Everyday Americans are paying the price as the prices of essentials and commodities continue to rise. After years of pandemic-related stagnation, runaway inflation has exacerbated the slump in the US economy. High interest rates are hurting American consumers and small businesses and policy makers need to act.
In March, the Bureau of Labor Statistics reported that mid-Atlantic inflation rose 7.3% year-to-date. As a small business owner, I am well aware of how these price fluctuations are hurting the economy.
Stuyvesant Press Inc. in Irvington was founded in 1977. We are a printing business, helping customers across New Jersey tell their stories.
Being able to serve all our clients with quality work is important to us and we work hard to offer affordable options. threatening the model.
High prices affect all levels of the economy. Job opportunities are threatened as companies struggle with declining revenues. The pandemic has pushed New Jersey’s economy into recession, with the unemployment rate soaring to nearly his 16% in 2020. Higher cost raw materials lead to more expensive finished goods and services, putting a heavy burden on consumers. As a result, customers have limited their spending capacity and invested less in the economy. This is even worse news for struggling companies. We cannot afford an economic climate that threatens further fiscal contraction.
We continue to struggle with unsustainably high prices for wholesale paper as well as sourcing from trusted vendors. Also, the price of aluminum has skyrocketed, creating ripple effects for our business and the clients who rely on us to make their signs.
Since 2018, the price of aluminum has risen from $1,600 to over $3,000 per ton. Inflation limits the ability of customers to promote their message, which in turn threatens their business potential.
Reducing the price of aluminum by removing burdensome tariffs is a promising strategy to boost economic growth. Section 232 aluminum tariffs restrict domestic access to low-cost aluminum from foreign markets, contributing significantly to high market prices.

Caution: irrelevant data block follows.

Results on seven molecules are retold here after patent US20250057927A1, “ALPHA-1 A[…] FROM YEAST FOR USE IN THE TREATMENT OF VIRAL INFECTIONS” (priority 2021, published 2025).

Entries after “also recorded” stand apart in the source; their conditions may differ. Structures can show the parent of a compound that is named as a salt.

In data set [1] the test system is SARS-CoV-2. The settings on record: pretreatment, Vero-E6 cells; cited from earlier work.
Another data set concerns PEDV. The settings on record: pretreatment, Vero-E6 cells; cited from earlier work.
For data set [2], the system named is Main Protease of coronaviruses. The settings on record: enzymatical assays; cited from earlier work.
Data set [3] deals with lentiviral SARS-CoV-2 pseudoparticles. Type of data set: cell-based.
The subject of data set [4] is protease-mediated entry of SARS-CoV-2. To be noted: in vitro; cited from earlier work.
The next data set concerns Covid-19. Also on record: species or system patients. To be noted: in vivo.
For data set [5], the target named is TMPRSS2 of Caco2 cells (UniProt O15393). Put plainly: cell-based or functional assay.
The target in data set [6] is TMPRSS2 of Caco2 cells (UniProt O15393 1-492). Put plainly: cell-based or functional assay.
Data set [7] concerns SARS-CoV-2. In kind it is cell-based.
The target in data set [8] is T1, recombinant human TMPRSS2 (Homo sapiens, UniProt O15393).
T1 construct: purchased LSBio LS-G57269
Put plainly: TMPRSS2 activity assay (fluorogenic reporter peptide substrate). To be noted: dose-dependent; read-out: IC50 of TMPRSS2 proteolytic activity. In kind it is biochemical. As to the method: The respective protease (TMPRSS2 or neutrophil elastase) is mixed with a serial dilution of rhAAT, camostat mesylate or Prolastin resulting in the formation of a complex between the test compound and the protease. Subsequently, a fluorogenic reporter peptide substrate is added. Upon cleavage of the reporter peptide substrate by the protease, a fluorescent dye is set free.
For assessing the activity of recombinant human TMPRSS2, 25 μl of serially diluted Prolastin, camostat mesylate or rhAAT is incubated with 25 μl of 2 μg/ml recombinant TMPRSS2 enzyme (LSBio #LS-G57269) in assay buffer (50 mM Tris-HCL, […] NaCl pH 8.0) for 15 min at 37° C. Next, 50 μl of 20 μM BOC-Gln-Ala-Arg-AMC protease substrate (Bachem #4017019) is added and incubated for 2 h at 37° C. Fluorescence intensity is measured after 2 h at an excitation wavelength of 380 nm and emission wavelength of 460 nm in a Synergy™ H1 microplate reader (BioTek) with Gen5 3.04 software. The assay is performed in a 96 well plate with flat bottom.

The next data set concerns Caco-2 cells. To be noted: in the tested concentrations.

The New Jersey aluminum industry is very lucrative. Repealing Section 232 will help the sector grow. About $130.5 million in wages statewide comes from aluminum jobs. Key sectors across the state rely on aluminum, including manufacturing, which is the third largest sector in the state economy and generates more than $52 billion in GDP. Given the market importance of aluminum, the overall industry economic impact is about $1.9 billion.
In addition, eliminating Section 232 tariffs on aluminum imports would be an important step in promoting greater environmental stewardship. At Stuyvesant Press, we recycle nearly 100% of the paper we use and are committed to environmentally responsible practices. Most of the aluminum imported into the United States comes from coal-fired carbon-intensive smelters in China. Removing these tariffs would allow America to tap renewable hydropower from other countries to access cheaper and cleaner aluminum.
America’s businesses and consumers need lawmakers to deal with pressing economic conditions. Removing the Section 232 tariff on aluminum imports would be a prudent first step in alleviating mounting cost concerns for local family businesses like Stuyvesant Press.
Addressing these tariffs offers a promising economic solution to high inflation while opening access to cleaner and greener aluminum. In doing so, we can establish a path forward that will help New Jersey build a stronger economy for all its residents.